In 2018, the Gulf of Maine Research Institute published a report comprising data from 1984 through 2014. The Institute found a that the Maine lobster population had more than quintupled in the thirty years included in the study – fantastic news for lobstermen along the coast. The report attributed this population boom to warmer ocean waters, caused by climate change, which have made lobsters more active and reproduce at higher rates. Unfortunately, this is also shifting the Maine lobster’s habitat to, well, not Maine waters.
Water temperature is extremely important for lobster health. When the water is too cold, lobsters stay in a dormant state to conserve energy, leaving less time for reproduction. On the other hand, when the water is too warm, reproduction rates drop and the mortality rate increases. Lobsters look for a sweet spot in water temperatures, but because their location and migration change are generational (i.e. it takes a while), there is a delay in the change in lobster population based on water temperatures.
According to The Guardian, the Gulf of Maine is warming faster than 99 percent of the world’s waters, rising at three times the global average. The warming has created optimal conditions for lobsters to reproduce and survive into adulthood. However, the water will continue to warm, and local scientists say climate change will eventually bring this boom to a halt.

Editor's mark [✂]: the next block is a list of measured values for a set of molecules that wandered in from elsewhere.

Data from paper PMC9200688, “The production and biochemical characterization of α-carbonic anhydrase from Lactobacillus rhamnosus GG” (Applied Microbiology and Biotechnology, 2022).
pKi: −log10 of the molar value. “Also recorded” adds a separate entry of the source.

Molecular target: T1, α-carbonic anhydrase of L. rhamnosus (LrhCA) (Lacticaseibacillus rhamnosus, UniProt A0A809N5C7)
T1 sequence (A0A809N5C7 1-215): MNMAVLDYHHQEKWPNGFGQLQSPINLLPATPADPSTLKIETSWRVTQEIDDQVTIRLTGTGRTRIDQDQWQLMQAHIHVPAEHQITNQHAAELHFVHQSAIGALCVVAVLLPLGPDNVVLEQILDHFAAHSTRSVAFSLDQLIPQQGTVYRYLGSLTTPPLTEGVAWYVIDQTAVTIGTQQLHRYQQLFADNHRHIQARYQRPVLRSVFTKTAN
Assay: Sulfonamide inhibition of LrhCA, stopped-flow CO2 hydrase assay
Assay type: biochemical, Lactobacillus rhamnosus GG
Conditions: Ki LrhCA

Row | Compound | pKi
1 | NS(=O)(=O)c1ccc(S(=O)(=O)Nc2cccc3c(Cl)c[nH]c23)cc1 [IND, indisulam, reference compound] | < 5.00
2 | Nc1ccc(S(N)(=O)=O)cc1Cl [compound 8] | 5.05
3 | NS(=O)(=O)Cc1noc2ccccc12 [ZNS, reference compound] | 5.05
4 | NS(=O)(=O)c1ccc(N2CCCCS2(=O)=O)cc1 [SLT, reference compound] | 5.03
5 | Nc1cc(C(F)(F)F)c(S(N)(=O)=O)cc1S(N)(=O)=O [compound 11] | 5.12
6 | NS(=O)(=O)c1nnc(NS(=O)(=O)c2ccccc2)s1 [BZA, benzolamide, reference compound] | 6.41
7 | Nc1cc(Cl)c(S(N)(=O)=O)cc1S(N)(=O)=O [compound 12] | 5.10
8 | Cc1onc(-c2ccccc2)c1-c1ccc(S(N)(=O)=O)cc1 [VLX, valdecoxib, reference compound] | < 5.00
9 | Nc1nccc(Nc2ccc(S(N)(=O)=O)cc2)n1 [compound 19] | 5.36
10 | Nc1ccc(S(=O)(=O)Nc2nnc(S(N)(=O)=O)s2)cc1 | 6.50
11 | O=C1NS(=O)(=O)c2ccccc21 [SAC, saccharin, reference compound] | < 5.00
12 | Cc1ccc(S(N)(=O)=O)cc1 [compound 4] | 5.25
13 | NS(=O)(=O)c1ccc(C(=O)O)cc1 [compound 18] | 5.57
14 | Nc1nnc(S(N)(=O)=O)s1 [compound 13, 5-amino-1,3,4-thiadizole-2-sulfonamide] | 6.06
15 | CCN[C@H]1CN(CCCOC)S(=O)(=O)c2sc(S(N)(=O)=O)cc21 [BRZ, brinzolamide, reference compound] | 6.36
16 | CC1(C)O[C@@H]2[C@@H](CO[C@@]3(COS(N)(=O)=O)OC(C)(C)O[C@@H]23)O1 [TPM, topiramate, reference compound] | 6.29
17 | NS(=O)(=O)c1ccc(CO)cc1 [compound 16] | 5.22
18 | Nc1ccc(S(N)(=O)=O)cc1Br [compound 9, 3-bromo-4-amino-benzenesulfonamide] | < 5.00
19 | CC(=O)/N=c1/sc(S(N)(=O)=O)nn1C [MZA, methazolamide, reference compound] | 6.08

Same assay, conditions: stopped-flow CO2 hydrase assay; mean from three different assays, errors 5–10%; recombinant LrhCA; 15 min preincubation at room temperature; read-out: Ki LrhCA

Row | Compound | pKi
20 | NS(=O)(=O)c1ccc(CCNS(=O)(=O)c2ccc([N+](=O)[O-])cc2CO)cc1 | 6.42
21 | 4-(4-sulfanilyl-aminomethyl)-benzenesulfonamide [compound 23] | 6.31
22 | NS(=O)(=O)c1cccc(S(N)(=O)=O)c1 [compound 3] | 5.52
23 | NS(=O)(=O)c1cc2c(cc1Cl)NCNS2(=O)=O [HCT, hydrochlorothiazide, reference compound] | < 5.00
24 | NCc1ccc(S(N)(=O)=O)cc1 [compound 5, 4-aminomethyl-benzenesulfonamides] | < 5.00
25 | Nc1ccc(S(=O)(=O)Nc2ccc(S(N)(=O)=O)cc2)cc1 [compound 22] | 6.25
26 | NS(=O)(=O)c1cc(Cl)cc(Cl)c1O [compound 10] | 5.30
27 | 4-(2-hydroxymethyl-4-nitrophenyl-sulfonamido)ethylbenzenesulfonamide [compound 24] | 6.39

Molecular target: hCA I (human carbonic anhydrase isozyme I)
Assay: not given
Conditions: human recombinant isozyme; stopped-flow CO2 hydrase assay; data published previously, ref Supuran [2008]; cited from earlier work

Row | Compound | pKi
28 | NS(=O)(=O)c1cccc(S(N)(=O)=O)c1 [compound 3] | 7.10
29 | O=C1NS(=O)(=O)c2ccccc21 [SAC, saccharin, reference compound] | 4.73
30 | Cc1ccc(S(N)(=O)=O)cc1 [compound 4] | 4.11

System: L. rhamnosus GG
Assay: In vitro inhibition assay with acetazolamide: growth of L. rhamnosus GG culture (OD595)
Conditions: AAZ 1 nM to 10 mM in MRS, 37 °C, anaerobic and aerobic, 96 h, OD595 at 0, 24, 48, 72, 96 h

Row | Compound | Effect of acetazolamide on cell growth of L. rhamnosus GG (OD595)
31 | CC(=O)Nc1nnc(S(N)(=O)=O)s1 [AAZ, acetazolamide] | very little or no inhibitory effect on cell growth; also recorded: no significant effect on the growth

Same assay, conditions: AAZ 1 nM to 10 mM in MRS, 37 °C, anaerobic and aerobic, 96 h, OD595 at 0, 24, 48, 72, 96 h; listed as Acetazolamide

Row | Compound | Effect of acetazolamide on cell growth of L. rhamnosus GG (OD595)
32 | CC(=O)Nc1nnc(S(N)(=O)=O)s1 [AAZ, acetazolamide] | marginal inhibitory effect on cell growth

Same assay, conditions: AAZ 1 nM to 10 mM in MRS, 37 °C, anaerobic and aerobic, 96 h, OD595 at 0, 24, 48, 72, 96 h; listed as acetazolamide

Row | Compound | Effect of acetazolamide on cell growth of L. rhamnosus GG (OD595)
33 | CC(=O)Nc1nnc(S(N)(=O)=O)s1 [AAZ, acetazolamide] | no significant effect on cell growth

As the Gulf of Maine continues to warm, the temperature sweet spot for lobsters will continue to move north, slowly but surely. This means similar lobster spikes may occur in southern Canada, but the Maine lobster industry will break. Other New England states have already experienced this change. The once-robust lobster fisheries in Massachusetts, Rhode Island, Connecticut, New Jersey, and New York have declined significantly in the past several decades.
As it stands, Maine could see a drop between 40 percent and 62 percent in lobster population, which would return the state to previous levels of lobster landings. In the immediate future, lobster prices will remain stable or decrease. However, the years after 2050 remain uncertain.
Andrew Pershing, the chief scientific officer at the Gulf of Maine Research Institute, said that if the world does not get carbon under control, temperatures could rise by three degrees (C) by the end of the century. He told The Guardian, “Main starts to feel like best case Rhode Island and worst case New Jersey. And nobody is putting lobsters on license plates in New Jersey.”
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